As a fellow White male who has also studied history, I felt compelled to write to you today to respectfully disagree with your stance on White privilege in America. You see, William, on your show The O'Reilly Factor on May 15, you stated that, "I do not believe you are granted favorable treatment in this country because you are White. You have to work for success." This point was conceded as a followup to your May 14th program during which you had a segment discussing how the Kennedy School at Harvard was considering including a portion of its orientation to discuss issues associated with White privilege as a way for students to be made aware of the issue going forward as they began to think about it impact in relation to public policy. As always William, your guests had some interesting things to say on the topic but unfortunately I don't think either they or you truly understand what White privilege is. Allow me to share some of my thoughts as it relates to you and your own life, if I may.
First off William, I don't think you quite have a proper understanding of just what is meant by the term "White privilege." It is not, as you suggested closely related to the idea of White supremacy. Nor is it used to pit the races against each other in a divisive manner as your esteemed guest, Stuart Varney, seemed to imply. Rather, the term White privilege is used to express the idea that all things being equal, White people are given inherent advantages and opportunities available to them that are not given to those of other races. In other words, it is the notion that a person who just happens to have been born to light-skinned, European-looking parents will inevitably be given access to resources and materials throughout his or her life that will put him or her at a distinct advantage over others on the path to success. For the vast majority of those who are part of the White privilege class, it will be something so engrained in their lives that they will either never recognize it, or outwardly deny it.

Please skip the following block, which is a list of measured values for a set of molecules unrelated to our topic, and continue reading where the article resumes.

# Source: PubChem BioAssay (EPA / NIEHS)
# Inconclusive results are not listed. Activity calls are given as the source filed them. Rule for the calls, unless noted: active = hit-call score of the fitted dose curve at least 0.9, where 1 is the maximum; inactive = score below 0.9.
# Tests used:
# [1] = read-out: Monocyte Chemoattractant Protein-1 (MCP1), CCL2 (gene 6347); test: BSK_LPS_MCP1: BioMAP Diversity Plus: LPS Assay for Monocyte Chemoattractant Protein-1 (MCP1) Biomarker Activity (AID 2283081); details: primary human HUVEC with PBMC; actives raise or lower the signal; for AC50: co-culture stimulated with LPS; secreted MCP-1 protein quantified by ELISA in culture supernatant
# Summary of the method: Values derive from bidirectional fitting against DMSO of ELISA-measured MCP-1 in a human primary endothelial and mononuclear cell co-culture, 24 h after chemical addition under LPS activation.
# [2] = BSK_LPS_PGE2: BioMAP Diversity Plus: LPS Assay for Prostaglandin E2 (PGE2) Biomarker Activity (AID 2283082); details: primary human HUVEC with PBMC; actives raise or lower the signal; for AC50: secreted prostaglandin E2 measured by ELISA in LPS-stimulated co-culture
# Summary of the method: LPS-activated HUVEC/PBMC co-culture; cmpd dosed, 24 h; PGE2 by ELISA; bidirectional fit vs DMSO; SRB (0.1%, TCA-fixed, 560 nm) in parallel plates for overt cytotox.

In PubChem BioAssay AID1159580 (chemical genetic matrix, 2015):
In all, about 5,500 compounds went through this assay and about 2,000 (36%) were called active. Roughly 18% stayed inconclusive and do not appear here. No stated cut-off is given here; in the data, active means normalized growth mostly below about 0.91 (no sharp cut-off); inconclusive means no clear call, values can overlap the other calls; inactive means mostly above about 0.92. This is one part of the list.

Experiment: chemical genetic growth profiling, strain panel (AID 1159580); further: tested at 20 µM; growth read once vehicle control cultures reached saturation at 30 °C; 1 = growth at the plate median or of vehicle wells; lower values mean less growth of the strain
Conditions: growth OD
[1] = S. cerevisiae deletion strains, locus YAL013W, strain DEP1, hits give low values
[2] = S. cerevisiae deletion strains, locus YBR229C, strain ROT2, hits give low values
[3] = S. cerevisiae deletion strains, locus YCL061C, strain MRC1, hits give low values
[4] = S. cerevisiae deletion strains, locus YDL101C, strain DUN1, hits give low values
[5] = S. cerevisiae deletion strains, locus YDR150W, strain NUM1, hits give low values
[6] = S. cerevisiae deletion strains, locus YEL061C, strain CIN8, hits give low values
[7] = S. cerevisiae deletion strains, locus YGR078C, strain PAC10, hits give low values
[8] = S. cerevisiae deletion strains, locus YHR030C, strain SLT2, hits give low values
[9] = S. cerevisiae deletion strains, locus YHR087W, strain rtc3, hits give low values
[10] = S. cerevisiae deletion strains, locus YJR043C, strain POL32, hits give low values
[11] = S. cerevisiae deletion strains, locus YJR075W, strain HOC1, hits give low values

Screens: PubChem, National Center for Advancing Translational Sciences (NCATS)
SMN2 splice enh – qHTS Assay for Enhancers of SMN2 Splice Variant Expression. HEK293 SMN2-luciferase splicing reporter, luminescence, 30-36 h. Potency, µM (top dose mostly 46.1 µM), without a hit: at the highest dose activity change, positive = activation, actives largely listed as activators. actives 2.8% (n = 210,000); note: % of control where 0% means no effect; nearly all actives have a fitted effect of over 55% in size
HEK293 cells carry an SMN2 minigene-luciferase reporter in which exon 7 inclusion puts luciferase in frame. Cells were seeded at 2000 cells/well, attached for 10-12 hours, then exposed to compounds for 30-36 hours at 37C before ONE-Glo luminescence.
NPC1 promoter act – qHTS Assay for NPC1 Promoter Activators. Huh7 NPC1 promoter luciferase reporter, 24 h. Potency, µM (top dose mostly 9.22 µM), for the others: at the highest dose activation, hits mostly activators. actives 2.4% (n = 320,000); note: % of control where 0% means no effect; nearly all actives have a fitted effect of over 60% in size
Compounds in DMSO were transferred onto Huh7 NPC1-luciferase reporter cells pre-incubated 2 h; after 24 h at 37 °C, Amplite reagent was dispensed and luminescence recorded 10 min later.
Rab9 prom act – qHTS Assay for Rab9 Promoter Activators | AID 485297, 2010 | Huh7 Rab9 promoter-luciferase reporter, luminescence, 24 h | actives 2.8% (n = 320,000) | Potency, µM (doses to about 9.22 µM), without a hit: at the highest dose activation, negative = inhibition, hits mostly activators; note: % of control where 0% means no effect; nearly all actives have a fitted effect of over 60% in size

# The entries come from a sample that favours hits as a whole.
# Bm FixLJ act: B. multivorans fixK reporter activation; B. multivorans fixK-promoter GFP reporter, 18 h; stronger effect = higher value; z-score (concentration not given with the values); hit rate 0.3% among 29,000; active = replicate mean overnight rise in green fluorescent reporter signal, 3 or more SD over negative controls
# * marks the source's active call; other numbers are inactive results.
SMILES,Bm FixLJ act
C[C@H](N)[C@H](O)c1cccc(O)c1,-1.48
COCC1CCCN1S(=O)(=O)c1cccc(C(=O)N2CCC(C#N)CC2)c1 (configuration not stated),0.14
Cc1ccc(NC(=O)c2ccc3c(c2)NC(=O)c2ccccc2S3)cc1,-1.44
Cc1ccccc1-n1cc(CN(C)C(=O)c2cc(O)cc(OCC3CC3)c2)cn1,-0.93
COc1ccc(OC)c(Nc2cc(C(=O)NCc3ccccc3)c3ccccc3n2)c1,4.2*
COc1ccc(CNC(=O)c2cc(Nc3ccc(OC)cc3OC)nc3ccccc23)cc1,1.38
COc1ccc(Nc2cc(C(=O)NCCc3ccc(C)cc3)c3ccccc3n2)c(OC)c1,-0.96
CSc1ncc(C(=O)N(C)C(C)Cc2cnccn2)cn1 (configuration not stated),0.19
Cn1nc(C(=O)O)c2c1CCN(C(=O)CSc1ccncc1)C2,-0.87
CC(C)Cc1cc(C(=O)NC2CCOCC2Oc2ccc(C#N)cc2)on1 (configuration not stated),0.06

You see, William, you are are part of that second group: You are someone who outwardly denies his White privilege. As you said on your show, you "grew up poor" and then worked hard to achieve his success. My hat is off to you in that regard. I have no doubt you put in many long hours to achieve your success. However, what you don't realize is that hard work is not an automatic precursor to success. There are people who work just as hard, if not harder who will never have an opportunity to achieve what you have. Don't believe me? Let's take a brief look at your biography, breaking it down to see if we can find any examples of White privilege.
First off, William you come from a long line of Irish immigrants who came over to this country in the mid-18th century. Therefore, your family had been pretty well entrenched in the northeast even before you were born in 1949. Once upon a time, your descendants might have faced discrimination for being new immigrants, but you were born at a time and place when being Irish in America was perfectly acceptable. Your family, including yourself, your sister, and your parents eventually settled in Levittown, New York. Now, William, somebody as well educated as yourself should clearly know all about Levittown and its place in American history. However, there is a little bit of history that most people don't know about Levittown which is actually important in understanding your roots.